1960s when soy was introduced into infant formulas, it was shown
that soy was goitrogenic and caused goiters in babies. When iodine
was supplemented, the incidence of goiter reduced dramatically.
However, a retrospective epidemiological study by Fort, et al.
showed that teenaged children with a diagnosis of autoimmune thyroid
disease were significantly more likely to have received soy formula
as infants (18 out of 59 children; 31 percent) when compared to
healthy siblings (nine out of 76, 12 percent) or control group
children (seven out of 54; 13 percent).5 

When healthy individuals without any previous thyroid disease were
fed 30 grams of pickled soybeans per day for one month, Ishizuki, et
al. reported goiter and elevated individual thyroid stimulating
hormone (TSH) levels (although still within the normal range) in
thirty-seven healthy, iodine-sufficient adults.  One month after
stopping soybean consumption, individual TSH values decreased to the
original levels and goiters were reduced in size.6

Traditionally, polyunsaturated oils such as soybean oil have been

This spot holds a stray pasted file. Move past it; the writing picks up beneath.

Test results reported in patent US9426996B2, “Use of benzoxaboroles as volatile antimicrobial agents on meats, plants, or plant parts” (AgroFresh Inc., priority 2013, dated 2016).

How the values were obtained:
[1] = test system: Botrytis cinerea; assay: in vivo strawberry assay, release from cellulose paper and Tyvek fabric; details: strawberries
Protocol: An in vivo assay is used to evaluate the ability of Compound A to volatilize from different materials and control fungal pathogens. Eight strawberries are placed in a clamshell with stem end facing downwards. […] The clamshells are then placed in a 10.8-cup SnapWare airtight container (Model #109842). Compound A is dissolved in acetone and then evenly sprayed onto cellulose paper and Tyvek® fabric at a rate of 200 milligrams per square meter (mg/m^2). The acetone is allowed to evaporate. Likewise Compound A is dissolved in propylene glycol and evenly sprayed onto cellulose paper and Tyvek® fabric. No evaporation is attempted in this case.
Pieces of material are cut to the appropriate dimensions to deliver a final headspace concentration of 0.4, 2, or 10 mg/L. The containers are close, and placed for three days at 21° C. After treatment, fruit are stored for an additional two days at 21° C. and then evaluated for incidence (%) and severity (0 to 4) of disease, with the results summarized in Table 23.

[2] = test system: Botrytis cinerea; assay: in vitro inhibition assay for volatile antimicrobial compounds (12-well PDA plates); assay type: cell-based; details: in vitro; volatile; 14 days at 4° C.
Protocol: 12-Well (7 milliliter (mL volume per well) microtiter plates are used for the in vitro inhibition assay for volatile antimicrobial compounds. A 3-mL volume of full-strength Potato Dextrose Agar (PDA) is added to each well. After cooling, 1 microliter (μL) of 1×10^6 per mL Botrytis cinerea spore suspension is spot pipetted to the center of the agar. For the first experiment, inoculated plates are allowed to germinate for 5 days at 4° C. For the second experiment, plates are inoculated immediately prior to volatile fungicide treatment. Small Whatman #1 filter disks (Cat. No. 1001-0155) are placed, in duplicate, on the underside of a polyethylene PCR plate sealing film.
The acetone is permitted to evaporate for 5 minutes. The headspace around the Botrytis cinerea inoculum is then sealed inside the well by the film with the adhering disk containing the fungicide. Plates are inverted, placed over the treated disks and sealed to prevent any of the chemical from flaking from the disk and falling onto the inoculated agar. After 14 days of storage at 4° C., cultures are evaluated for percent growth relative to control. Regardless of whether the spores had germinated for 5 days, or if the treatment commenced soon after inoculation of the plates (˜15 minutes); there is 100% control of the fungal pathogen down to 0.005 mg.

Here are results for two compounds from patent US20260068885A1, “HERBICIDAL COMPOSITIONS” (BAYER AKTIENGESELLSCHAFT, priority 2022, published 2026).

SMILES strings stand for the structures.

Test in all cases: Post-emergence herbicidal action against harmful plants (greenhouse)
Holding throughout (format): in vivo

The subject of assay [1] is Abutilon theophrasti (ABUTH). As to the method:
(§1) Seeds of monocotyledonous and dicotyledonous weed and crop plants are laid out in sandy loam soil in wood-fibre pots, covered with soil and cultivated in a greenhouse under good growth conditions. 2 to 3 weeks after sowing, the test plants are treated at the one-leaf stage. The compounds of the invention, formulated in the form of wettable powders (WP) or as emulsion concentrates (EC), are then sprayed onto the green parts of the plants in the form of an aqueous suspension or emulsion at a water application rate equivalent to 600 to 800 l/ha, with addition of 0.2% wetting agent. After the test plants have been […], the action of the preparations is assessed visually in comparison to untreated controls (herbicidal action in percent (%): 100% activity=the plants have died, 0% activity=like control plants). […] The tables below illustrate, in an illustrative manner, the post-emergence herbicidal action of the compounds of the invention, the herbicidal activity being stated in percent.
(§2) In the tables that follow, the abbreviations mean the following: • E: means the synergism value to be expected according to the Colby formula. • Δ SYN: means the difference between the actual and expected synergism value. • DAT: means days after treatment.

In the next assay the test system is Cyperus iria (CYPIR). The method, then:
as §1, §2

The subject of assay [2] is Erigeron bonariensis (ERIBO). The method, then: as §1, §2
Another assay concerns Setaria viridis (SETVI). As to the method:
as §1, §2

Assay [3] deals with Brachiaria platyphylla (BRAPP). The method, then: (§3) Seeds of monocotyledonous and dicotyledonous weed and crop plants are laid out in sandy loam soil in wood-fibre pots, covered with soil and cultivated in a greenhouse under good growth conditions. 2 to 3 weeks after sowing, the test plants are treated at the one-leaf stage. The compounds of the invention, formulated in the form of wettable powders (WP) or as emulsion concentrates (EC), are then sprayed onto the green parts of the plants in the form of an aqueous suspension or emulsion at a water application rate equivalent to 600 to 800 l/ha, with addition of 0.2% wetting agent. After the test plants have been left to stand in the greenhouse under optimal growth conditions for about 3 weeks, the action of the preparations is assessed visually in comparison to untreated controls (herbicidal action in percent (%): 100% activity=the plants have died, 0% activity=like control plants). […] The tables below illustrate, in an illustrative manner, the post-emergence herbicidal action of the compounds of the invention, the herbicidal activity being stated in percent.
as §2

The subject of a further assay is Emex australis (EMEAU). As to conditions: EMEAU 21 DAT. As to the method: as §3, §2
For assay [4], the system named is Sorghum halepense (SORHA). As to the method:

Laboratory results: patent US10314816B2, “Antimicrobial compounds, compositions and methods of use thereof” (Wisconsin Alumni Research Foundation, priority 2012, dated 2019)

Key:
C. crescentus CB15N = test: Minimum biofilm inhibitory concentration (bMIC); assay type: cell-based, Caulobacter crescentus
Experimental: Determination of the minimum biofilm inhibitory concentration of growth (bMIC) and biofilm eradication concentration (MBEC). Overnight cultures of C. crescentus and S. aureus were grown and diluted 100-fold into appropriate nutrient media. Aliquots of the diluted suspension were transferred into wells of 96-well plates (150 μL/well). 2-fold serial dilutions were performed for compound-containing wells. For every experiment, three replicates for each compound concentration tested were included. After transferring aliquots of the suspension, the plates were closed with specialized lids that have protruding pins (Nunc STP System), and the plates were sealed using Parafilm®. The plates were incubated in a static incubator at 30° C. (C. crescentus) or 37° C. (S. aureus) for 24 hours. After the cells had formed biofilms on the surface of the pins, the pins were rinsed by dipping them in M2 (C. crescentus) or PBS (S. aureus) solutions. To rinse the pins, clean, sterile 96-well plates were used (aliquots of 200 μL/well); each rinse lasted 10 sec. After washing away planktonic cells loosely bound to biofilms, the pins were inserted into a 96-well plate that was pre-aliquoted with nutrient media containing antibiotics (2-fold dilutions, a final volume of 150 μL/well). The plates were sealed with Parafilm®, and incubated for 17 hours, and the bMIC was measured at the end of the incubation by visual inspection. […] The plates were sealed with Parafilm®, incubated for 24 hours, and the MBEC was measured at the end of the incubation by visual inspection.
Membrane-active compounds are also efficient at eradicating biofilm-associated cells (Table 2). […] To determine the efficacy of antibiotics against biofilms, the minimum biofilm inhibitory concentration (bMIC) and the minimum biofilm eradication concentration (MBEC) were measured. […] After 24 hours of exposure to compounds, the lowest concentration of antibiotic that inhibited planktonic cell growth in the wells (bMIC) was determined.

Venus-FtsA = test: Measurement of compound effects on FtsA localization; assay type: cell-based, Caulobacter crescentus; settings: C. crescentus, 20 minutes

used for livestock feed because they cause the animals to gain
weight.  These oils are made up of what is known as long chain fatty
acids—the kind of fatty acids that promote weight gain. In the North
Carolina State University's Extension Swine Husbandry 1998-2000
Departmental report, for example, was a study entitled "EFFECT OF
DIETARY FAT SOURCE, LEVEL, AND FEEDING INTERVAL ON PORK FATTY ACID
COMPOSITION" by M.T. See and J. Odle. Ironically, since the market
in its low-fat dogma of recent years is demanding leaner meats, this
study showed that one could produce leaner meat and reduce the
weight on swine by reducing their intake of soy oil and substituting
it with saturated animal fat!7

According to Dr. Ray Peat, the fattening effect of polyunsaturated
oils (primarily soy and corn) is due to the presence of Linoleic and
linolenic acids, long-chain fatty acids, which have an anti-thyroid
effect. Peat says:

Linoleic and linolenic acids, the "essential fatty acids," and other
polyunsaturated fatty acids, which are now fed to pigs to fatten
them, in the form of corn and soy beans, cause the animals' fat to